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# Child on a Swing

Consider a child of mass m sitting on a swing of length l, as in Figure 2.1. Suppose the child is being pushed and pulled by her brother with a force .

1. What other forces are acting on the child?
2. Write down the x and y components of Newton's equation of motion for the child.
3. For small angles of swing, show that the x position of the child satisfies

where g is the acceleration due to gravity at the Earth's surface.

Suppose that the brother pushes and pulls in a periodic fashion, with . Also suppose that the initial position and velocity of the child are and . The child's position as a function of time is then given by

(You do not need to prove this. However, if you wish to convince yourself that it is correct, just substitute x(t) into (1) and check that the left-hand side equals the right-hand side, then check that it satisfies the stated initial conditions. An equation like (1) with a second derivative in it must always be accompanied by two initial conditions to specify a solution.)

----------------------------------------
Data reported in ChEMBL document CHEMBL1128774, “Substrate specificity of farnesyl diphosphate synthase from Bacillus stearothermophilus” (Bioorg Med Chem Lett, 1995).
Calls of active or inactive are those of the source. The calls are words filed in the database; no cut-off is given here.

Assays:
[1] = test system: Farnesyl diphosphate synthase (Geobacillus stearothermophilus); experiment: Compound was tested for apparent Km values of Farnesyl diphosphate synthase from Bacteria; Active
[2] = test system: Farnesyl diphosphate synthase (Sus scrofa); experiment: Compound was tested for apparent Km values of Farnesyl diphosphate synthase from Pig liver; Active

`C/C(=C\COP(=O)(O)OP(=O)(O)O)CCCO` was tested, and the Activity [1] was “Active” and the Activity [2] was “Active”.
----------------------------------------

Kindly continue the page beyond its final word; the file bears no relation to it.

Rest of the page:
1. Take and . Draw a sequence of diagrams at times showing the successive positions of the swing and the direction and relative magnitude (as an arrow) of F(t) at each position. (Draw the swing positions and arrows roughly to scale, but don't be too fussy.)
2. Redo the above question for and times .
3. What happens when ? Is this realistic?
4. Describe in your own words, as fully as you can, the analogy between the child on a swing and, say, the 2:1 orbital resonance between some hypothetical asteroid and Jupiter. (There are many equally valid ways of answering this question. Answer it in your own way.)

Next: Intergalactic Dating Up: No Title Previous: Formation of Saturn's Rings

Astronomy 7
Fri Sep 17 15:48:25 PDT 1999